Case Law Details

Case Name : Arjun Transport Company Private Limited Vs ITO (ITAT Mumbai)
Appeal Number : ITA No. 4984/MUM/2019
Date of Judgement/Order : 02/07/2021
Related Assessment Year : 2016-17

Arjun Transport Company Private Limited Vs ITO (ITAT Mumbai)

 In cases selected under ‘limited scrutiny’, the Assessing Officer cannot exceed the latitude of limited scrutiny unless the scope of scrutiny is expanded or the case is converted from ‘limited scrutiny’ to ‘complete scrutiny’ with the approval of authority, as specified by the CBDT in Instructions No.5 of 2016 dated 14/7/2016. The said Instructions in an explicit manner states that in assessment proceedings the Assessing officer shall confine his enquiries/investigations etc. only to the issue selected under ‘Limited Scrutiny’. It is only after conversion of case to complete scrutiny by following the due procedure, the Assessing Officer can travel beyond the scope of limited scrutiny. The same restrictions apply to the CIT(A) in respect of cases falling under ‘limited scrutiny category’. If the CIT(A) is allowed to make addition on any issue not covered under limited scrutiny, the very purpose of selecting the case under ‘limited scrutiny category’ will be defeated. In the present case, no document has been furnished by the Department/respondent to show that ‘limited security’ was converted to ‘complete scrutiny’. Ergo, the CIT(A) overstepped his jurisdiction in invoking the provisions of section 36(1)(iii) of the Act for making disallowance in First Appellate proceedings in a case selected for ‘limited scrutiny’ to examine disallowance of interest expenditure u/s 14A of the Act.

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FULL TEXT OF THE ORDER OF ITAT MUMBAI

This appeal by the assessee is directed against the order of Commissioner of Income Tax (Appeals)-20, Mumbai [in short ‘the CIT(A)’] dated 20/06/2016 for the assessment year 2016-17.

2. The assessee has assailed the order of CIT(A) by raising following grounds in appeal:

“1. The Commissioner of Income Tax (Appeals) – 20, Mumbai [hereinafter referred to as CIT(A)] erred in not adjudicating the disallowance of Rs. 5,87,421/- made u/s 14A of the Income Tax Act, 1961 (Act) r.w. Rule 8D(2)(iii) of the Income Tax Rules, 1962 (Rules).

2. (a) The CIT(A) erred in bringing new source of income by disallowing Rs. 17,34,520/-under section 36(l)(iii) of the Act.

(b) The CIT(A) erred in holding that the Appellant failed to point out any error in the working of above interest disallowed.”

3. Shri Ravikant Pathak appearing on behalf of the assessee submitted that while making disallowance under section 14A of the Income Tax Act, 1961 (in short ‘the Act’) r.w. Rule 8D(2) made disallowance of interest expenditure Rs.31,95,254/- and disallowance on average value of investments Rs.5,87,421/-. The assessee in appeal before the CIT(A) inter alia assailed disallowance made by the Assessing Officer u/s.14A r.w.r.8D(2) of the Act. The CIT(A) directed the Assessing Officer to delete disallowance of interest made under Rule 8D(2)(ii). However, the CIT(A) did not give any finding on disallowance made under Rule 8D(2)(iii). The Assessing Officer erred in computing disallowance on entire investments of the assessee, irrespective of the fact whether the investments have yielded any tax free income or not. The issue raised by the assessee in ground No.1 is squarely covered by the decision of the Special Bench in the case of ACIT vs. Vireet Investments Pvt. Ltd., 58 ITR (Trib.) 313 (Del).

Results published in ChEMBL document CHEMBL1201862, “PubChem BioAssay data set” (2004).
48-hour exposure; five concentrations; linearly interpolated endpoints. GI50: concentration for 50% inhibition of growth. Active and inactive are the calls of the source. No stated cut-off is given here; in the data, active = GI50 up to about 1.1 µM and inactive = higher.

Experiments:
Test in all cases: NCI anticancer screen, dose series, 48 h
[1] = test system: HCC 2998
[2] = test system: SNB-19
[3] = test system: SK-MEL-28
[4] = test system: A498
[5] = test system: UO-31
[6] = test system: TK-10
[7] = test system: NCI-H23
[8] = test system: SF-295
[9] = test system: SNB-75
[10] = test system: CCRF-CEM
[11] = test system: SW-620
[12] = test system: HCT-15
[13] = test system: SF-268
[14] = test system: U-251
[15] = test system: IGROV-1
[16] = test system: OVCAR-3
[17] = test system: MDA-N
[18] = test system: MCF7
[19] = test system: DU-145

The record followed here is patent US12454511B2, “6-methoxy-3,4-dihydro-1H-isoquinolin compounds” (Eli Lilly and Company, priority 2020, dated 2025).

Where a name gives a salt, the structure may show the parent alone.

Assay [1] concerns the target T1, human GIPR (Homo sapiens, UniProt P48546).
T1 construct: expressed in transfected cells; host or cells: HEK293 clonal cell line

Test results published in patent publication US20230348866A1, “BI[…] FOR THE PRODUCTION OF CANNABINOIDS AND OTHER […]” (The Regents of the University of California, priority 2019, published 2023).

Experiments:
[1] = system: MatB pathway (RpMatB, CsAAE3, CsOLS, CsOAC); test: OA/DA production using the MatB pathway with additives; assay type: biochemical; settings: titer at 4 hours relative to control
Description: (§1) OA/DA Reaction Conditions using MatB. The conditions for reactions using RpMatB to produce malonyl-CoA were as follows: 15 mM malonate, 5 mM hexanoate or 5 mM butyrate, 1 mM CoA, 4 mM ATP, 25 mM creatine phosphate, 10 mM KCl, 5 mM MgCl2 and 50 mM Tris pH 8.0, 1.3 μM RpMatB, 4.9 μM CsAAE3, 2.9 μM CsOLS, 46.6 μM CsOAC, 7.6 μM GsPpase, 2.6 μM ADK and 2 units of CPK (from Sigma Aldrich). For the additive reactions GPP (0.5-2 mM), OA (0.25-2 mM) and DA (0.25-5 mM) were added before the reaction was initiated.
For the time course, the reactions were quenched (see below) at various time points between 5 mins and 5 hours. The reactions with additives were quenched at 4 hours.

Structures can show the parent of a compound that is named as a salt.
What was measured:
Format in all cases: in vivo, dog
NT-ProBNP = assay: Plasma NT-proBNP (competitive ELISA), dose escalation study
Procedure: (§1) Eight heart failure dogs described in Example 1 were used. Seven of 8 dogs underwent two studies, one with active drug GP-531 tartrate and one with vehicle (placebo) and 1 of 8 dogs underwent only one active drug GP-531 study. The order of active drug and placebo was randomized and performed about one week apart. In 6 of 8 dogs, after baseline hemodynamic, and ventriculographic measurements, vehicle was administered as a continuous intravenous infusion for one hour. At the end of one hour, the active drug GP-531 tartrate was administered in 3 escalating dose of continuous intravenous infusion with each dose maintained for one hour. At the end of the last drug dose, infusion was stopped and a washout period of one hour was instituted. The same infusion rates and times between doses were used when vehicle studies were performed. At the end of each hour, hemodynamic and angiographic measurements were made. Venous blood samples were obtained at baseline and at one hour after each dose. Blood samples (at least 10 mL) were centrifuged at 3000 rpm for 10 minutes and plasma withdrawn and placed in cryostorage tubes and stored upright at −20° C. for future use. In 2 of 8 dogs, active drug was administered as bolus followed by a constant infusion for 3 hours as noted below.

4. The ld. Authorized Representative for the assessee submitted that in ground No.2 of appeal, the assessee has assailed enhancement made by CIT(A) on new source of income. The ld. Authorised Representative for the assessee made two fold submissions. The first contention of the ld. Authorised Representative is that the CIT(A) after deleting disallowance of interest expenditure under Rule 8D(2)(ii) invoked the provisions of section 36(1)(iii) of the Act. It was a case of limited scrutiny to examine disallowance of interest expenditure u/s.14A of the Act, therefore, the CIT(A) could not have made disallowance u/s. 36(1)(iii) which was not subject of limited scrutiny. The second contention of the ld. Authorized Representative for the assessee is that the CIT(A) has no jurisdiction to enhance taxable income by discovering a new source of income. The Assessing officer in limited scrutiny assessment proceedings made addition/disallowance only under section 14A of the Act. The CIT(A) could not have enhanced taxable income of the assessee by making disallowance/addition from a source other than what was the subject matter of assessment. The ld. Authorized Representative for the assessee to support his contentions placed reliance on following decisions:

i. CIT vs. Rai Bahadur Hardutroy Motilal Chamaria, 66 ITR 443(SC);

ii. Lokenath Tolaram vs. CIT, 161 ITR 82 (Bom.); and

iii. Hari Mohan Sharma vs. ACIT in ITA No. 2953/Del/2018 for AY 2014-15 decided on 31/01/2019.

Without prejudice to the primary contentions made in respect of ground no.2, the ld. Authorized Representative for the assessee submitted that if at all disallowance under section 36(1)(iii) of the Act is to be made, it should be on the correct amount. The ld. Authorized Representative for the assessee referred to computation at page-25 of the Paper Book.